Cancer-Proofing Mutation

Cancer-Proofing Mutation
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Congenital IGF-1 deficiency can lead to Laron Syndrome (a type of dwarfism); but with such low growth hormone levels, those with the condition have dramatically lower cancer rates. This raises the question of whether one can achieve the best of both worlds—by ensuring adequate IGF-1 levels during childhood, while then suppressing excess growth promotion in adulthood.

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You may have seen this recent New York Times story about a rare genetic defect that leads to a type of dwarfism—that’s IGF-1 deficiency. Their growth factor levels are so low they only grow this tall, but they almost never get cancer. Here’s the IGF-1 levels in their nonaffected relatives, compared to those with the condition. Now, let’s look at their respective cancer rates. About 20% of their relatives died of cancer, which is pretty standard. And the percentage of those with IGF-1 deficiency dying of cancer? Zero. Not a single person in the study.

Here’s what nonaffected family members die of—the usual; heart disease, cancer, stroke. The folks with IGF-1 deficiency may die of a lot of things—they actually get hit by cars more; were recorded tripping down stairs. So, 20%, death from accidents, but they never died of cancer.

So, scientists began thinking, why not have the best of both worlds? Have all the growth factor you need as a kid, to grow to a normal height; but then, as soon as you attain a normal adult stature, keep your IGF-1 levels low. Keep your cell life-and-death balance sheets balanced. And we can do that, through dietary manipulation, which I will cover tomorrow.

To see any graphs, charts, graphics, images, and quotes to which Dr. Greger may be referring, watch the above video. This is just an approximation of the audio contributed by Kerry Skinner.

Please consider volunteering to help out on the site.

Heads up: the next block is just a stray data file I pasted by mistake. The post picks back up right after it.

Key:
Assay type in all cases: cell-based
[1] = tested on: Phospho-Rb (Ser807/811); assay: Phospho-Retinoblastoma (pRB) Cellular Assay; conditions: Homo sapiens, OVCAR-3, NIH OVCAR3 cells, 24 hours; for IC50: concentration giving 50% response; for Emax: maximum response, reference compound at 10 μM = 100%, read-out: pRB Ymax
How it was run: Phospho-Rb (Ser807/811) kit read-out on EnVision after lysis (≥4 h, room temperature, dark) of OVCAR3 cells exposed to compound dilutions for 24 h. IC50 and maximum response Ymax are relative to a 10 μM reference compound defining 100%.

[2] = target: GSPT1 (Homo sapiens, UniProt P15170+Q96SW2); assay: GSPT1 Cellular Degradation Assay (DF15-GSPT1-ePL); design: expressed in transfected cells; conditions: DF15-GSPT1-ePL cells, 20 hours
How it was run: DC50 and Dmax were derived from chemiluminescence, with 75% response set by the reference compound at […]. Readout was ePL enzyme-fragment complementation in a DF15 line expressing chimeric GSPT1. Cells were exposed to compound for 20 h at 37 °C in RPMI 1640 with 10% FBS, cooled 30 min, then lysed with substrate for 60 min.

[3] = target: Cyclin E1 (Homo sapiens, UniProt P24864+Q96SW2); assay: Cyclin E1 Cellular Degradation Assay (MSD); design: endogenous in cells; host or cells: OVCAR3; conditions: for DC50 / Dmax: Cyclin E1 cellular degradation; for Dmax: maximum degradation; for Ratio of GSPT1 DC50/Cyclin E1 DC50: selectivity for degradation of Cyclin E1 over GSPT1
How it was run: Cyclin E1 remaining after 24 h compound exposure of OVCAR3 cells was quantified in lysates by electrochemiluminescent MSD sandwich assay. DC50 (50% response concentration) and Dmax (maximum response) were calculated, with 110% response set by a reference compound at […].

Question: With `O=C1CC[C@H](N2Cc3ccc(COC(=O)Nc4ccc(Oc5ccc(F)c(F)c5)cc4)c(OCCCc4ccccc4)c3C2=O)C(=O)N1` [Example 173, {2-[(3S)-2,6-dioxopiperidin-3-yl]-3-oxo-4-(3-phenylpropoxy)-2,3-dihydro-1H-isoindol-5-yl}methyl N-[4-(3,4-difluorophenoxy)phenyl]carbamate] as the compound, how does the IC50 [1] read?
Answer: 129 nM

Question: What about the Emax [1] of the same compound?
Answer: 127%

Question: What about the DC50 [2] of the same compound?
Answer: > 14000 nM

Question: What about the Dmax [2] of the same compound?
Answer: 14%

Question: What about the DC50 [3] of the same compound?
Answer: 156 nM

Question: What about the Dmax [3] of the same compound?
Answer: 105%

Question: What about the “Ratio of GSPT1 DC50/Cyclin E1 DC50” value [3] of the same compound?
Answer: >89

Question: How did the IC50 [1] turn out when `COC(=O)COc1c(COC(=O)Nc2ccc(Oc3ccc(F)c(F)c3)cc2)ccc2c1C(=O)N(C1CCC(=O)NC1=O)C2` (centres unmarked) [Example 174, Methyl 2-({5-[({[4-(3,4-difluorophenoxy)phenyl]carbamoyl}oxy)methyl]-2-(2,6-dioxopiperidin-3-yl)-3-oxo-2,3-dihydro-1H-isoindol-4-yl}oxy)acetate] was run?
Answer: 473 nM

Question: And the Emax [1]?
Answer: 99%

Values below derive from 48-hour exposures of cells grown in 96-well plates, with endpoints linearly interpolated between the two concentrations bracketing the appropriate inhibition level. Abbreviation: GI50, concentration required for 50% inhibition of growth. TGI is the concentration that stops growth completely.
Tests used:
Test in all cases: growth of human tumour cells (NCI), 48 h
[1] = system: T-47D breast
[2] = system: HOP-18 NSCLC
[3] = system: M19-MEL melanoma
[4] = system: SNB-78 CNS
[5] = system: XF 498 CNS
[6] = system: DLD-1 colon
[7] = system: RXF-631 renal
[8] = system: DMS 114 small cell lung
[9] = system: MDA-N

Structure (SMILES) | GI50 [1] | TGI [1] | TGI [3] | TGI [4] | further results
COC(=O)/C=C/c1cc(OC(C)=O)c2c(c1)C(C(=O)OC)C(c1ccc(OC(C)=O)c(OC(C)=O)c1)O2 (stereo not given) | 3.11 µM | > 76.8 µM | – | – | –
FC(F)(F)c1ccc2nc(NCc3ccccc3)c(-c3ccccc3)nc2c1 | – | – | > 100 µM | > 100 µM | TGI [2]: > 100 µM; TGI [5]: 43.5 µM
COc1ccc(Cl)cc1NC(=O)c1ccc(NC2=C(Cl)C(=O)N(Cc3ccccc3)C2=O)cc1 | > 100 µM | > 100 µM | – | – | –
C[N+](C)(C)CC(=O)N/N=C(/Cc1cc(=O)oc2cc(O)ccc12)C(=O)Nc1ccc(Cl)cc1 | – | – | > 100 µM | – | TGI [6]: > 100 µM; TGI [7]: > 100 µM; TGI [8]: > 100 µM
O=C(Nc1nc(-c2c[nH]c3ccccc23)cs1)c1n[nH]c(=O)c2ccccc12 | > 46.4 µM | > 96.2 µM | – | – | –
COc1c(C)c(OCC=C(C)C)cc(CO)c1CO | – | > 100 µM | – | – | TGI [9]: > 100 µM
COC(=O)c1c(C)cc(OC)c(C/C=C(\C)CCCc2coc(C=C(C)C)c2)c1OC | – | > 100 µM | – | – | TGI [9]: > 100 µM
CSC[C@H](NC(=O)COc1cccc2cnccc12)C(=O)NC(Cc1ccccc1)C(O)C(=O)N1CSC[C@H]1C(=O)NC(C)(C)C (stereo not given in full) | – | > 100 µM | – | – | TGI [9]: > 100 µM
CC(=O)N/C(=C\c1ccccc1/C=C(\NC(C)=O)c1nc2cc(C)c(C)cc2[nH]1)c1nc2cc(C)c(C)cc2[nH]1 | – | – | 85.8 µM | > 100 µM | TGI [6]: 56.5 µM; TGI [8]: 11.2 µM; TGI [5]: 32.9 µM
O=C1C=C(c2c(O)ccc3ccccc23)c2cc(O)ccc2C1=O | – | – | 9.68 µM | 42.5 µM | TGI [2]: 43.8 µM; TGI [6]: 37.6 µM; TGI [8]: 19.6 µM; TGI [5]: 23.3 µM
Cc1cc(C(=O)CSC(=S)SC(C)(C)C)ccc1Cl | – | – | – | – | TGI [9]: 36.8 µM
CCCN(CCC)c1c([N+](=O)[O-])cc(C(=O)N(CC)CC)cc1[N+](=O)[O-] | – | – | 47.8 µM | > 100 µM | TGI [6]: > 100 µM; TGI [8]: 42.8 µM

Image thanks to Valter Longo

 

You may have seen this recent New York Times story about a rare genetic defect that leads to a type of dwarfism—that’s IGF-1 deficiency. Their growth factor levels are so low they only grow this tall, but they almost never get cancer. Here’s the IGF-1 levels in their nonaffected relatives, compared to those with the condition. Now, let’s look at their respective cancer rates. About 20% of their relatives died of cancer, which is pretty standard. And the percentage of those with IGF-1 deficiency dying of cancer? Zero. Not a single person in the study.

Here’s what nonaffected family members die of—the usual; heart disease, cancer, stroke. The folks with IGF-1 deficiency may die of a lot of things—they actually get hit by cars more; were recorded tripping down stairs. So, 20%, death from accidents, but they never died of cancer.

So, scientists began thinking, why not have the best of both worlds? Have all the growth factor you need as a kid, to grow to a normal height; but then, as soon as you attain a normal adult stature, keep your IGF-1 levels low. Keep your cell life-and-death balance sheets balanced. And we can do that, through dietary manipulation, which I will cover tomorrow.

To see any graphs, charts, graphics, images, and quotes to which Dr. Greger may be referring, watch the above video. This is just an approximation of the audio contributed by Kerry Skinner.

Please consider volunteering to help out on the site.

Image thanks to Valter Longo

 

Doctor's Note

For background on the cancer-promoting effects on IGF-1, be sure to check out IGF-1 as One-Stop Cancer Shop. Next, I’ll unveil The Answer to the Pritikin Puzzle, for those who missed the spoiler alert in Uprooting the Leading Causes of Death. What puzzle? See Ex Vivo Cancer Proliferation Bioassay and Prostate vs. a Plant-Based Diet.

For more context, check out my associated blog posts:  Eating To Extend Our LifespanHow Do Plant-Based Diets Fight Cancer? and Why Are Children Starting Puberty Earlier?

If you haven’t yet, you can subscribe to my videos for free by clicking here.

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